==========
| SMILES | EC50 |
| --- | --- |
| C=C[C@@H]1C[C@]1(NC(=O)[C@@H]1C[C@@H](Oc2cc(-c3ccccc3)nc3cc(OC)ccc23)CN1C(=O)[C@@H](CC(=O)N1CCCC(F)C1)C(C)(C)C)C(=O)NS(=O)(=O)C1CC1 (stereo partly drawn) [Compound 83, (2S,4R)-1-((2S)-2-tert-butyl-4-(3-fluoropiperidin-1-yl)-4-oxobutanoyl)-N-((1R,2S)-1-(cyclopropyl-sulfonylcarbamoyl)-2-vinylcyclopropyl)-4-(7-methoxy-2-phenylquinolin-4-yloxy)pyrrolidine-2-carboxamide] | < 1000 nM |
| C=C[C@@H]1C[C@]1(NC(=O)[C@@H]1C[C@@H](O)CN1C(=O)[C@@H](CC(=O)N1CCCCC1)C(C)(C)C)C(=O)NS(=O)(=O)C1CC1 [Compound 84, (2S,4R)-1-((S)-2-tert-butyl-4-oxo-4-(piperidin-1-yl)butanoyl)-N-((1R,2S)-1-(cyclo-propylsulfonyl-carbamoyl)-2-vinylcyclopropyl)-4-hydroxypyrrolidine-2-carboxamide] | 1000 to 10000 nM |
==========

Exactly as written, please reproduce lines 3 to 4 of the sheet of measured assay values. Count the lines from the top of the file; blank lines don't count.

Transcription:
| C=C[C@@H]1C[C@]1(NC(=O)[C@@H]1C[C@@H](Oc2cc(-c3ccccc3)nc3cc(OC)ccc23)CN1C(=O)[C@@H](CC(=O)N1CCCC(F)C1)C(C)(C)C)C(=O)NS(=O)(=O)C1CC1 (stereo partly drawn) [Compound 83, (2S,4R)-1-((2S)-2-tert-butyl-4-(3-fluoropiperidin-1-yl)-4-oxobutanoyl)-N-((1R,2S)-1-(cyclopropyl-sulfonylcarbamoyl)-2-vinylcyclopropyl)-4-(7-methoxy-2-phenylquinolin-4-yloxy)pyrrolidine-2-carboxamide] | < 1000 nM |
| C=C[C@@H]1C[C@]1(NC(=O)[C@@H]1C[C@@H](O)CN1C(=O)[C@@H](CC(=O)N1CCCCC1)C(C)(C)C)C(=O)NS(=O)(=O)C1CC1 [Compound 84, (2S,4R)-1-((S)-2-tert-butyl-4-oxo-4-(piperidin-1-yl)butanoyl)-N-((1R,2S)-1-(cyclo-propylsulfonyl-carbamoyl)-2-vinylcyclopropyl)-4-hydroxypyrrolidine-2-carboxamide] | 1000 to 10000 nM |